April 14 also used to be the traditional new year’s day of the Maldives. Our links to the South Asian history and culture are deep-rooted and dates back to centuries. As Maldivians and migrant workers from South Asia live and work in the Maldives, reflecting on the shared identity and culture is essential to foster a higher level of tolerance.

Happy New Year to all Maldvians too!

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Cities on Speed – Bogotá Change

February 28th, 2011 · 2 Comments · Democracy

During the early 1990’s Bogotá was the capital city of Colombia and by far the “worst city in the world”. Doomed by corruption, chaos, poverty and violence, Bogotá was at urban decay.

At the midst of collapse two creative politicians with radically new methods changed the city at a speed never imagined. This is the beautiful story of Antanas Mockus and Enrique Peñalosa two mayors who created citizenship, culture and democracy in a rotted city.

Upfront Films in collaboration of the Danish Film Institut and DR present a film of Andreas Dalsgaard.

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Pre-Election Statement by Transparency Maldives

February 4th, 2011 · No Comments · Election

Transparency Maldives expresses deep concern on the low level of voter education and the backtracking of transparency standards set by Elections Commissions in previous elections

Male, 03 February 2011

Transparency Maldives is coordinating a nation-wide domestic election observation of the 2011 Local Council Election. The observation will cover, Male’, Hulhumale’, Villingili and 38 other islands, covering 14 atolls spread over all seven provinces. Twenty partner NGOs will be deploying over 105 accredited observers. The observation effort will cover more than a third of the ballot boxes, covering voting at more than two thirds of the electorate. As part of the larger election observation effort, Transparency Maldives will also be conducting media monitoring for the Local Council Elections. All three main TV stations, four radio stations and three print media will be scrutinized for bias, objectivity and quality of reporting. The domestic observation will assess the conduct of the election in accordance with Maldivian electoral laws and international standards for democratic elections.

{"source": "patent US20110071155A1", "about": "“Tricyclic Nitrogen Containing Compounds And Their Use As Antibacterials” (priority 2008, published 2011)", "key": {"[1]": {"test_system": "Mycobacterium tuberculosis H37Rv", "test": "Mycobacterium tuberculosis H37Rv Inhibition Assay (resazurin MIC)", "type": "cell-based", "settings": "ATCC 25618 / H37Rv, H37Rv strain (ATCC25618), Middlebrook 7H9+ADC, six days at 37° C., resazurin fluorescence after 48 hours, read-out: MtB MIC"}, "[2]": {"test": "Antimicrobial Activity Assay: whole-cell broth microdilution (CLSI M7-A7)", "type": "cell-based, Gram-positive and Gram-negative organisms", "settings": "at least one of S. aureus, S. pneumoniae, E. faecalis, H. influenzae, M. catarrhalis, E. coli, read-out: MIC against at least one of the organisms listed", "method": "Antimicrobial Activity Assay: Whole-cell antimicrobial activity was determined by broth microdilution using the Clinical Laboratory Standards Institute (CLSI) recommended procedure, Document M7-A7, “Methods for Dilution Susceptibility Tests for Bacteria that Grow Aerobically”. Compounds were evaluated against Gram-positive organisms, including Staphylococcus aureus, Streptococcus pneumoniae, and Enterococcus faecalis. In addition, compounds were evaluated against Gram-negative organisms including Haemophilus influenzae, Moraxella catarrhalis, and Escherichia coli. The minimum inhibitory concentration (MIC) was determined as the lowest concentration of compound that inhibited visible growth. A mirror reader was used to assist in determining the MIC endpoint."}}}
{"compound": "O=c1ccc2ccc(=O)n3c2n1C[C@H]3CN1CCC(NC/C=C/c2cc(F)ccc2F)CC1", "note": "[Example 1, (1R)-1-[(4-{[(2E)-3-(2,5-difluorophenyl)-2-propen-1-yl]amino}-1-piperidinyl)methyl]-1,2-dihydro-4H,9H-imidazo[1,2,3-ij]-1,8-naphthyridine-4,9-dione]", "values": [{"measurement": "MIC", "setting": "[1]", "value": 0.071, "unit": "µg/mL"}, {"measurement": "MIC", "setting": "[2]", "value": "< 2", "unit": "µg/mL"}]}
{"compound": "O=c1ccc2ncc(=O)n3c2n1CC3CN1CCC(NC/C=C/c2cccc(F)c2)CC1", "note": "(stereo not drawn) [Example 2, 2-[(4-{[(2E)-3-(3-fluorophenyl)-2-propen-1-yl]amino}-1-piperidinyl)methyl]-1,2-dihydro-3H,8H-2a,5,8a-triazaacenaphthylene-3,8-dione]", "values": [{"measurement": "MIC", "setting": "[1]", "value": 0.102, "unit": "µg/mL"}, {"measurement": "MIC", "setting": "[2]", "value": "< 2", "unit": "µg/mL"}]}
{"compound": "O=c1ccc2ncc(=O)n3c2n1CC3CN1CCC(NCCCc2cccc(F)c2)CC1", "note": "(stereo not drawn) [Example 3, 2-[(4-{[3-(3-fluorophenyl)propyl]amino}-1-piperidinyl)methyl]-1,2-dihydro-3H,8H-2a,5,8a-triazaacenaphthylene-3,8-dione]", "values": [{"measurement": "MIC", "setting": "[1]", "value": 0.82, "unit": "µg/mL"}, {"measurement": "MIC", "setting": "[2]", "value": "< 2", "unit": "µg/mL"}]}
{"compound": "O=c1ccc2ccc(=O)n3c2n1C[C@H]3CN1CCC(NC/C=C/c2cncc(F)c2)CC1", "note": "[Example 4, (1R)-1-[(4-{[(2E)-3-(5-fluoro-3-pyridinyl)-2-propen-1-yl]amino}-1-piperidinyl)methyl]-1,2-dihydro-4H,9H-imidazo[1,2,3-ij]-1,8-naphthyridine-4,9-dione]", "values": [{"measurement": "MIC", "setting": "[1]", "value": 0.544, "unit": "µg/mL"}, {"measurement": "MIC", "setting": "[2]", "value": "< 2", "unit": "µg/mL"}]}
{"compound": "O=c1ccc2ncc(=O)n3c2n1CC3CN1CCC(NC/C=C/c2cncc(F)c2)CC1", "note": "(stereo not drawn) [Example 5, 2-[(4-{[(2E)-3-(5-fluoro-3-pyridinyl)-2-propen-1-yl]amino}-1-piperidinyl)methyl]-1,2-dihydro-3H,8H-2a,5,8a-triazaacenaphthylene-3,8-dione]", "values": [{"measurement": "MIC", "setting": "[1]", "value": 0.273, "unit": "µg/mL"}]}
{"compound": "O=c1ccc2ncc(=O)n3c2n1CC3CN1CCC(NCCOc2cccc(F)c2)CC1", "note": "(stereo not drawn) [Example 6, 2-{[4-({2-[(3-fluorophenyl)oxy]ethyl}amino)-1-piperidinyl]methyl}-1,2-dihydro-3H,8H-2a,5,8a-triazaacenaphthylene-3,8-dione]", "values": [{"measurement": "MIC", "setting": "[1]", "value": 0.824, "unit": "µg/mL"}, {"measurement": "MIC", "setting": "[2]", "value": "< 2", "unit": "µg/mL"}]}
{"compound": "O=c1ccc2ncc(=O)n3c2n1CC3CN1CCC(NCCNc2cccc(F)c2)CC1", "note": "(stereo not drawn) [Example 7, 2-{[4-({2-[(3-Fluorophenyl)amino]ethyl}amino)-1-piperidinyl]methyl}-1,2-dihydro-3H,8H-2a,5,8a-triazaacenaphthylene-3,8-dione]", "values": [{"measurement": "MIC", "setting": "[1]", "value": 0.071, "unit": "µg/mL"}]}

Transparency Maldives believes that the pre-election environment of the first ever Local Council Elections to establish a decentralized system of governance is marred by mistrust between stakeholders and has resulted in deterioration of electoral integrity. Appallingly low levels of voter education combined with persistent media bias/propaganda, use of state resources by the ruling party, backtracking of transparency and accessibility standards previously set by the interim Elections Commission in the presidential and parliamentary elections are issues of concern for Transparency Maldives.